Madgett, Nicholas (d. 1813), French official and translator, was born in Co. Kerry, probably in the early 1740s. He went to France (in or before 1760), studied for the catholic priesthood at the Irish College, Toulouse (licence and doctorat, 1764), was ordained priest there (4 April 1767) and was a curé in provincial France until pressures of the Revolution made him change to a secular career. In Paris he attended the banquet at White's Hotel given by English-speaking revolutionaries (18 November 1792). He was employed in the mid 1790s under the Convention and Directory as a translator in the department of foreign affairs with the rank of sous-chef overseeing nearly everything relating to Ireland. It was he who advised Archibald Hamilton Rowan (qv) and Theobald Wolfe Tone (qv) when they arrived in Paris (1794 and 1796). Madgett was an active interpreter as well as an office-bound translator. In March 1796 he went on a mission recruiting Irish prisoners-of-war into a scratch force to join a French invasion of Ireland; in August 1798 he made some progress in raising for the same purpose a corps known officially as ‘Madgett's Legion’. Well regarded in French government circles, he was recommended by Thomas Paine to James Monroe when Monroe was about to depart for Paris to discuss the prospective American purchase of Louisiana (early 1803). Under the Empire he formed a close relationship with Richard Ferris (qv), which led to both being appointed to the Bureau de Surveillance of the Irish colleges in Paris (1808). Madgett played a part in getting John-Baptist Walshe (d. 1825) replaced as administrator-general by Ferris. Nicholas Madgett died 9 March 1813.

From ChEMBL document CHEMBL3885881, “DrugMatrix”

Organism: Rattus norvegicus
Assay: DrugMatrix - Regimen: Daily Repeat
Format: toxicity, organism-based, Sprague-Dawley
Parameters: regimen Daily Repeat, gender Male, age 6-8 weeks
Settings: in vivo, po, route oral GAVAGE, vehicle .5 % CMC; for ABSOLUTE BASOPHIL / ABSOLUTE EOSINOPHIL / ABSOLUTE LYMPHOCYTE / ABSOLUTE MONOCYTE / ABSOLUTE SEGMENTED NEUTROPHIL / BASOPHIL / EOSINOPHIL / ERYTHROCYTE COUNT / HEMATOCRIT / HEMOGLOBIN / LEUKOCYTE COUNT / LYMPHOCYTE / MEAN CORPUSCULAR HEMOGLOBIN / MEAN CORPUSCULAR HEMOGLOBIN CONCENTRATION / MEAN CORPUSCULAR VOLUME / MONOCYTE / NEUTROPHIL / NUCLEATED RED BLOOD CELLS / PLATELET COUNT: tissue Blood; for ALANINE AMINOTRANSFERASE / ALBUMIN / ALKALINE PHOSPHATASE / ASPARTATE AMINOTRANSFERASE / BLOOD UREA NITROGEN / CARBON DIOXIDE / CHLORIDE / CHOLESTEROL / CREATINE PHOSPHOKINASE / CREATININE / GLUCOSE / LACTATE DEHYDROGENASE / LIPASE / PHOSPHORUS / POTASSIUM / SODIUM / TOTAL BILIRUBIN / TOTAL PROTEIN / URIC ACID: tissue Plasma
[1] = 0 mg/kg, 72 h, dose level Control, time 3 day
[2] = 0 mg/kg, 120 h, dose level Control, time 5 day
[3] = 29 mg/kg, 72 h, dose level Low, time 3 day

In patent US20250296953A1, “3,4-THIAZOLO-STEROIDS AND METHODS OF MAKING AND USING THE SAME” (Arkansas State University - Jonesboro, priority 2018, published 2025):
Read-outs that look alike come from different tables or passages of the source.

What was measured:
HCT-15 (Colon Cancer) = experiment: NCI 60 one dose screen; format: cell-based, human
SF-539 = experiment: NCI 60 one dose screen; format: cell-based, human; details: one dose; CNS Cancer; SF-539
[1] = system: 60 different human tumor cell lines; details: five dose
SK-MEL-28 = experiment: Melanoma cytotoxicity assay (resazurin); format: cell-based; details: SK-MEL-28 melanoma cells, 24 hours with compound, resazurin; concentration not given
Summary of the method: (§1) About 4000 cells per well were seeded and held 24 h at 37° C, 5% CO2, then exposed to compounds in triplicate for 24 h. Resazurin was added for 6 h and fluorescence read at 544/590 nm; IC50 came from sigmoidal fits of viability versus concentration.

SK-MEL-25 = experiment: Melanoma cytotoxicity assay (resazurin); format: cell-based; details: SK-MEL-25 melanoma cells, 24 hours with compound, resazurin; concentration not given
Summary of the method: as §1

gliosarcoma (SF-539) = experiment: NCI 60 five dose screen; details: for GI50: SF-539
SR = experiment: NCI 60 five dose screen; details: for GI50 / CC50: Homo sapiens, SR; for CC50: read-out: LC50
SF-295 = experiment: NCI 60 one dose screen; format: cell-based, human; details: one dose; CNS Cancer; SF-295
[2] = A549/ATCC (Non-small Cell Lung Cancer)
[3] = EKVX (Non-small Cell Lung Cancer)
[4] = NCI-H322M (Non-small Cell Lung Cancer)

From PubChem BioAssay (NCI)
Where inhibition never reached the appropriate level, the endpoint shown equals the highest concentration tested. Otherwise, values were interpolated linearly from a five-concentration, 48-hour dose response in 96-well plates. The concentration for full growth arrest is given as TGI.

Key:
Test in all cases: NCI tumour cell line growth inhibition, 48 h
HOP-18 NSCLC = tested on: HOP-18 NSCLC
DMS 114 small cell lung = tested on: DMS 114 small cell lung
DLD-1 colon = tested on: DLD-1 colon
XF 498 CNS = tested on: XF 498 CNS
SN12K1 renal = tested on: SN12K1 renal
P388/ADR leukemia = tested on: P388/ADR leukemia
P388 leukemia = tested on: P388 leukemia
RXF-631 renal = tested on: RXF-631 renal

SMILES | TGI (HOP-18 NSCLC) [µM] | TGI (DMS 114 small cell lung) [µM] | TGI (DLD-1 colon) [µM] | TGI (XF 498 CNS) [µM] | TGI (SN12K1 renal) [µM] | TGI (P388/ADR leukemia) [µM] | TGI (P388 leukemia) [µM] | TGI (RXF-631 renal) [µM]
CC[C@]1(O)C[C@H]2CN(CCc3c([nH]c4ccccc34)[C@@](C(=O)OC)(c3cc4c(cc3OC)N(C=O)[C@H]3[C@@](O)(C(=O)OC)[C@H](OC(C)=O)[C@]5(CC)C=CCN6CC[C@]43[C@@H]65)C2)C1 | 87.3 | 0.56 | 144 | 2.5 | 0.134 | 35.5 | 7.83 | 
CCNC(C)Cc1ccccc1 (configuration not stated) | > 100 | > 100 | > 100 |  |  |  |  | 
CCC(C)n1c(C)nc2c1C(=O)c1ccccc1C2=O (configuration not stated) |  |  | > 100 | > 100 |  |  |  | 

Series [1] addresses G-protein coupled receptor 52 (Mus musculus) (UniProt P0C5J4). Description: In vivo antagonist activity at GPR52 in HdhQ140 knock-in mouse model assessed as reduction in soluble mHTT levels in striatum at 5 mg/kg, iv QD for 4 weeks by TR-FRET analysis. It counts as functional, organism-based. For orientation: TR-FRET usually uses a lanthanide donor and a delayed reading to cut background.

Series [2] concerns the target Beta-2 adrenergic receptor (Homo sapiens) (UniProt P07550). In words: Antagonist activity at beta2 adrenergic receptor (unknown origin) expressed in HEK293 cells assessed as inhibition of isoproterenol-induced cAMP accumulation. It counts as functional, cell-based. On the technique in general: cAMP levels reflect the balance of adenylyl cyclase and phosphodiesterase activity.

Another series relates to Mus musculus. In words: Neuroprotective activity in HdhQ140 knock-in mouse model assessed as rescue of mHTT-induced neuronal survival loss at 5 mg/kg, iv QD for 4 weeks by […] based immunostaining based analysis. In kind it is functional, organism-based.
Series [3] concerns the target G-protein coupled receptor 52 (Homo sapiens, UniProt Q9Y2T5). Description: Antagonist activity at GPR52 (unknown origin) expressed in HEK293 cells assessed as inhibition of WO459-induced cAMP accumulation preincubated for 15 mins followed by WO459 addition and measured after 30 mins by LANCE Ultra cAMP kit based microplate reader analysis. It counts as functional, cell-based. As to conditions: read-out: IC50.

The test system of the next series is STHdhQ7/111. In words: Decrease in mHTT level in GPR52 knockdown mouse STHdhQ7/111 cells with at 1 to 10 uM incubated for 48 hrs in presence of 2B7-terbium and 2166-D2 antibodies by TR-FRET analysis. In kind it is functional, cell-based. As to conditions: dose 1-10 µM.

He is not to be confused with a contemporary of the same name, Nicholas Madgett , said by Hayes to be a cousin born in 1758 at Tralee, Co. Kerry. This Nicholas Madgett arrived in France in 1770 and was a student at Sainte-Barbe. Entering the catholic priesthood, he obtained, according to Alger (who confuses the two Madgetts) a benefice near Bordeaux, was chaplain to James Fanning of La Roche Talbot near Sablé (Sarthe) (1784–8) and then returned to the diocese of Bordeaux to became curé at Blaignan in the Médoc. On refusing to take the oath required by the civil constitution of the clergy (November 1790) he was expelled from his parish. In June 1793 he was in Ireland employed by Dublin Castle; a few months later, en route for Jamaica, he was taken prisoner-of-war by the French but soon escaped back to England; in June 1794 he was in France again, this time as a British agent, only to be arrested shortly after reaching Paris. Though his trial for espionage ended in acquittal (22 July), he was not released until 25 November 1795, when he made for England, from where he was sent to Ireland to report on the activities of the United Irishmen (1796). After the Revolution (Alger), or as late as the Restoration (Swords), he resumed his ministry in the diocese of Bordeaux, according to Alger as curé of Civrac until his death. His date of death has not been ascertained. Both Nicholas Madgetts were kinsmen of Nicholas Madgett (qv), president of Sainte-Barbe, c.1730, and later catholic bishop of Kerry.